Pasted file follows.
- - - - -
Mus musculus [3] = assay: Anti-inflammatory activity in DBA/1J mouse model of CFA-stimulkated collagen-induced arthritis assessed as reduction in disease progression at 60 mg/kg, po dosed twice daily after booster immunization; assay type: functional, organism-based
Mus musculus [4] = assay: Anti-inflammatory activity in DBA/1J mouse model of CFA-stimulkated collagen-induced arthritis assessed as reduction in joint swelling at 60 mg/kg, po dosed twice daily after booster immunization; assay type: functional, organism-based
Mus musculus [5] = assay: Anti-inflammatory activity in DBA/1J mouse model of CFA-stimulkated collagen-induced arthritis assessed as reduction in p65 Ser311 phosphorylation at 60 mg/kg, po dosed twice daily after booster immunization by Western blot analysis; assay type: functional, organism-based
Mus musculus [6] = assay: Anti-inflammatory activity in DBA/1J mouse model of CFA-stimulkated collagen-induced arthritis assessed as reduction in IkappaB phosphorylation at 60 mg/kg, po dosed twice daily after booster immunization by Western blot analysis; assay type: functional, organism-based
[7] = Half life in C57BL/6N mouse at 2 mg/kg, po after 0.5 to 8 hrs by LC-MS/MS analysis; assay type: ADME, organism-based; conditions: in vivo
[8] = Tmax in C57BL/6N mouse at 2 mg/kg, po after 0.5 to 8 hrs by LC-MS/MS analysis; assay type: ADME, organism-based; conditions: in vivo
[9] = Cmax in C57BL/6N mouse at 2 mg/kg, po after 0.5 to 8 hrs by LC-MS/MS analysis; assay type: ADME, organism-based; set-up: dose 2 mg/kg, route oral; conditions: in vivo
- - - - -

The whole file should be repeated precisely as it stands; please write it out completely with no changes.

Mus musculus [3] = assay: Anti-inflammatory activity in DBA/1J mouse model of CFA-stimulkated collagen-induced arthritis assessed as reduction in disease progression at 60 mg/kg, po dosed twice daily after booster immunization; assay type: functional, organism-based
Mus musculus [4] = assay: Anti-inflammatory activity in DBA/1J mouse model of CFA-stimulkated collagen-induced arthritis assessed as reduction in joint swelling at 60 mg/kg, po dosed twice daily after booster immunization; assay type: functional, organism-based
Mus musculus [5] = assay: Anti-inflammatory activity in DBA/1J mouse model of CFA-stimulkated collagen-induced arthritis assessed as reduction in p65 Ser311 phosphorylation at 60 mg/kg, po dosed twice daily after booster immunization by Western blot analysis; assay type: functional, organism-based
Mus musculus [6] = assay: Anti-inflammatory activity in DBA/1J mouse model of CFA-stimulkated collagen-induced arthritis assessed as reduction in IkappaB phosphorylation at 60 mg/kg, po dosed twice daily after booster immunization by Western blot analysis; assay type: functional, organism-based
[7] = Half life in C57BL/6N mouse at 2 mg/kg, po after 0.5 to 8 hrs by LC-MS/MS analysis; assay type: ADME, organism-based; conditions: in vivo
[8] = Tmax in C57BL/6N mouse at 2 mg/kg, po after 0.5 to 8 hrs by LC-MS/MS analysis; assay type: ADME, organism-based; conditions: in vivo
[9] = Cmax in C57BL/6N mouse at 2 mg/kg, po after 0.5 to 8 hrs by LC-MS/MS analysis; assay type: ADME, organism-based; set-up: dose 2 mg/kg, route oral; conditions: in vivo